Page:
“We practice kindness and compassion to each other regularly. I think if I wasn't married to a psychologist, I would have gone crazy by now. Her fellowship was in disordered eating. She meets individually with patients, focusing on over-eating and under-eating as part of our comprehensive regenerative medicine program that includes the association between diet and chronic pain. These lifestyle approaches  complement our other regenerative modalities, including stem cell, PRP (platelet-rich plasma), and prolotherapy injections that mobilize the patient’s own cellular healing mechanisms, as opposed to the conventional injection therapies that can actually hinder progress with supra-physiologic steroid doses.”

How does delivering compassionate care impact you, your marriage, your family?

 “It's difficult. I've always imagined myself as a father, but frankly we have tabled having kids because of the vision and mission we have sought in building this practice. It has a huge impact on our stress levels and endurance for additional challenges. Every individual can only delay gratification (starting a family, having financial stability) for so long, and setting limits has been an important lesson for me.”

What role does compassion play in addressing our opioid crisis?

“It is really the loss of compassion, manifested by complacency and greed, that has created this epidemic. Chronic pain patients are stripped of their goals, vitality, sense of purpose, and dignity on top of any physical manifestations of pain. Yet, our healthcare system seems to enable dysfunction and hopelessness sometimes in subtle messages and other times in very blunt ways. Patients with pain have a morbid quality of life and are in a desperately vulnerable state. They have often been told ‘there is nothing that can be done for you and so you need to take this medicine – opioid‘ when in reality there are many non-surgical options yet unexplored.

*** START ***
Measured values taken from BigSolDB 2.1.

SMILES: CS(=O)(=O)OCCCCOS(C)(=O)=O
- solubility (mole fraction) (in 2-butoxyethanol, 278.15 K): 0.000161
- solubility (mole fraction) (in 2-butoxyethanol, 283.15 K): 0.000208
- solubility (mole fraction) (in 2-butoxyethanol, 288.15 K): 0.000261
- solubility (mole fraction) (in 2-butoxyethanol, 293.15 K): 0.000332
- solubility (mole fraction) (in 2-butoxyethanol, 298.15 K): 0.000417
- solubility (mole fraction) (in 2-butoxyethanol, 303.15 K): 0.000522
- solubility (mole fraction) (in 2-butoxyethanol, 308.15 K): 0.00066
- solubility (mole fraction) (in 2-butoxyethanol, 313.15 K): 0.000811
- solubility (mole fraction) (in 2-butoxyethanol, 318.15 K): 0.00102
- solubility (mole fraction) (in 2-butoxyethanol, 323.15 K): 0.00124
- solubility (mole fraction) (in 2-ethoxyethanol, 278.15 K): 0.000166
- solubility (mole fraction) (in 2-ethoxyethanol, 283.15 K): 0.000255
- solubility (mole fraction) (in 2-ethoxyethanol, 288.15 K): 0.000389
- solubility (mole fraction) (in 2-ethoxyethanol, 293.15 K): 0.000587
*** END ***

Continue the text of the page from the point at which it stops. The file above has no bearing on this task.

If they become problematic or have pain after what is deemed as a fix (surgery), then as a palliative option they are sent to a pain specialist to ‘get your meds because the government prevents me from helping you,’ For years, they'd been told that the solution to their ailment is a one-size- fits-all pill, we just need to get the dose right. This is an injustice, deftly marketed by pharmaceutical manufacturers. Often the evidence-based workup to understand the pain is ignored while palliating with opioids and as time goes on, the line is blurred between the original pain and the subsequent opioid dependency, hyperalgesia, or even addiction. Through an over-reliance on opioids, healthcare has forgotten that there are identifiable cause and effect relationships in pain. Pain is not a condition, it is a symptom, and the underlying cause needs to be diagnostically worked-up. Pain cannot be diagnosed simply from a radiographic image any more than hypertension can.

Compassion comes in recognizing that the patient did not choose this direction. Yes, they share accountability but we also need to acknowledge the role society, healthcare and pharmaceuticals have played in creating this problem. Patients may cling to their medications because it's the only thing that gives the illusion of comfort. It is incumbent on all healthcare practitioners to correct the myths around opioids and pain. Patients often feel abandoned because they have been maintained on opioids for years and now all of a sudden, the system is changing around them. They become distrustful of the healthcare system because of the subtle messaging that conveys complacency or stigma around this topic. It is so critical for all clinicians to speak with a unified message to patients that pain is a natural reflection of tissue damage that needs attention, some pain is unavoidable, and mitigating the symptom does not eliminate the disease.

Most important of all, is changing how we approach the patient with a new onset of pain. The current model of health provides very little training in understanding pain. All clinicians need a better understanding of how injuries heal and why some do not- eventually becoming chronic pain. We need more centers that focus on the fundamentals of treating pain as a result of tissue damage, instead of just palliating symptoms or prematurely jumping to invasive surgery. Our rates of failed treatments (failed back surgery, unavoidable surgeries, routine steroid injections, or persistently painful joint replacements) are too high. This can change. “